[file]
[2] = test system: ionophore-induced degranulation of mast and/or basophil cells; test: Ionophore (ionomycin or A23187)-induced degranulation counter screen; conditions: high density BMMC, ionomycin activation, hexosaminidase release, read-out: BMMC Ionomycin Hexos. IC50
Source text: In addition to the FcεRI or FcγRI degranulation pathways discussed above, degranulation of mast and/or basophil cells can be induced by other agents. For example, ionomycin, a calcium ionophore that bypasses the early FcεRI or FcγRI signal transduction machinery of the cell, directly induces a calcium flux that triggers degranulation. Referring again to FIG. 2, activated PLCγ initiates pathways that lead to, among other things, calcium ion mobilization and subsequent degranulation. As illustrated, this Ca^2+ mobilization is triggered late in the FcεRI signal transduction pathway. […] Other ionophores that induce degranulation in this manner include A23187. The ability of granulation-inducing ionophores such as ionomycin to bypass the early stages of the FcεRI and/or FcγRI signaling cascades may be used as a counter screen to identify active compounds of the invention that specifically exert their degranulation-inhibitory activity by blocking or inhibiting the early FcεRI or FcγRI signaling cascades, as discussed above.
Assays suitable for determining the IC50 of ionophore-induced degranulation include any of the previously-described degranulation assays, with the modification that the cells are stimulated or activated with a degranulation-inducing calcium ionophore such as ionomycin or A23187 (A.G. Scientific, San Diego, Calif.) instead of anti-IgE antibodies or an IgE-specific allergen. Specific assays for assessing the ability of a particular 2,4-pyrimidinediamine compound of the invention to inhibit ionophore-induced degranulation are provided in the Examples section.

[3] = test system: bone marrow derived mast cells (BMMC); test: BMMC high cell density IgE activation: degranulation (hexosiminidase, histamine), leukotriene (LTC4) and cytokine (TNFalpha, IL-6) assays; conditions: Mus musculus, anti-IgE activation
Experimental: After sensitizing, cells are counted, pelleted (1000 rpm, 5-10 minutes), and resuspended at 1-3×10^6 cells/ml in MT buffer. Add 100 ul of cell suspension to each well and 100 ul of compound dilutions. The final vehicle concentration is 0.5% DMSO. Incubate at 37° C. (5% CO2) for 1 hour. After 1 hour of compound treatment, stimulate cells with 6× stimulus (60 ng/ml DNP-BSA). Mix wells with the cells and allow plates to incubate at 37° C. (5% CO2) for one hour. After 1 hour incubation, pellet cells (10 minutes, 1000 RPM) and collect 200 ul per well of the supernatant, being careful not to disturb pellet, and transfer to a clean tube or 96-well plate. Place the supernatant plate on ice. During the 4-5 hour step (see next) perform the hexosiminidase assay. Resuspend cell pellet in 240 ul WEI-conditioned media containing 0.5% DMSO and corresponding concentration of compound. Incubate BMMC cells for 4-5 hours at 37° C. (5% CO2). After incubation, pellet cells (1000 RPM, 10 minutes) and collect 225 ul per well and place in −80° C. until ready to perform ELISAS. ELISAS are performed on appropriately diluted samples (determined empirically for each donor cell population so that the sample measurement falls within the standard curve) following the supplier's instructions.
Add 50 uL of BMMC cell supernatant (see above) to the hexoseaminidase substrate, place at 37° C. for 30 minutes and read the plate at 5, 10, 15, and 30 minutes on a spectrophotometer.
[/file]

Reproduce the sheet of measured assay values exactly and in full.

[2] = test system: ionophore-induced degranulation of mast and/or basophil cells; test: Ionophore (ionomycin or A23187)-induced degranulation counter screen; conditions: high density BMMC, ionomycin activation, hexosaminidase release, read-out: BMMC Ionomycin Hexos. IC50
Source text: In addition to the FcεRI or FcγRI degranulation pathways discussed above, degranulation of mast and/or basophil cells can be induced by other agents. For example, ionomycin, a calcium ionophore that bypasses the early FcεRI or FcγRI signal transduction machinery of the cell, directly induces a calcium flux that triggers degranulation. Referring again to FIG. 2, activated PLCγ initiates pathways that lead to, among other things, calcium ion mobilization and subsequent degranulation. As illustrated, this Ca^2+ mobilization is triggered late in the FcεRI signal transduction pathway. […] Other ionophores that induce degranulation in this manner include A23187. The ability of granulation-inducing ionophores such as ionomycin to bypass the early stages of the FcεRI and/or FcγRI signaling cascades may be used as a counter screen to identify active compounds of the invention that specifically exert their degranulation-inhibitory activity by blocking or inhibiting the early FcεRI or FcγRI signaling cascades, as discussed above.
Assays suitable for determining the IC50 of ionophore-induced degranulation include any of the previously-described degranulation assays, with the modification that the cells are stimulated or activated with a degranulation-inducing calcium ionophore such as ionomycin or A23187 (A.G. Scientific, San Diego, Calif.) instead of anti-IgE antibodies or an IgE-specific allergen. Specific assays for assessing the ability of a particular 2,4-pyrimidinediamine compound of the invention to inhibit ionophore-induced degranulation are provided in the Examples section.

[3] = test system: bone marrow derived mast cells (BMMC); test: BMMC high cell density IgE activation: degranulation (hexosiminidase, histamine), leukotriene (LTC4) and cytokine (TNFalpha, IL-6) assays; conditions: Mus musculus, anti-IgE activation
Experimental: After sensitizing, cells are counted, pelleted (1000 rpm, 5-10 minutes), and resuspended at 1-3×10^6 cells/ml in MT buffer. Add 100 ul of cell suspension to each well and 100 ul of compound dilutions. The final vehicle concentration is 0.5% DMSO. Incubate at 37° C. (5% CO2) for 1 hour. After 1 hour of compound treatment, stimulate cells with 6× stimulus (60 ng/ml DNP-BSA). Mix wells with the cells and allow plates to incubate at 37° C. (5% CO2) for one hour. After 1 hour incubation, pellet cells (10 minutes, 1000 RPM) and collect 200 ul per well of the supernatant, being careful not to disturb pellet, and transfer to a clean tube or 96-well plate. Place the supernatant plate on ice. During the 4-5 hour step (see next) perform the hexosiminidase assay. Resuspend cell pellet in 240 ul WEI-conditioned media containing 0.5% DMSO and corresponding concentration of compound. Incubate BMMC cells for 4-5 hours at 37° C. (5% CO2). After incubation, pellet cells (1000 RPM, 10 minutes) and collect 225 ul per well and place in −80° C. until ready to perform ELISAS. ELISAS are performed on appropriately diluted samples (determined empirically for each donor cell population so that the sample measurement falls within the standard curve) following the supplier's instructions.
Add 50 uL of BMMC cell supernatant (see above) to the hexoseaminidase substrate, place at 37° C. for 30 minutes and read the plate at 5, 10, 15, and 30 minutes on a spectrophotometer.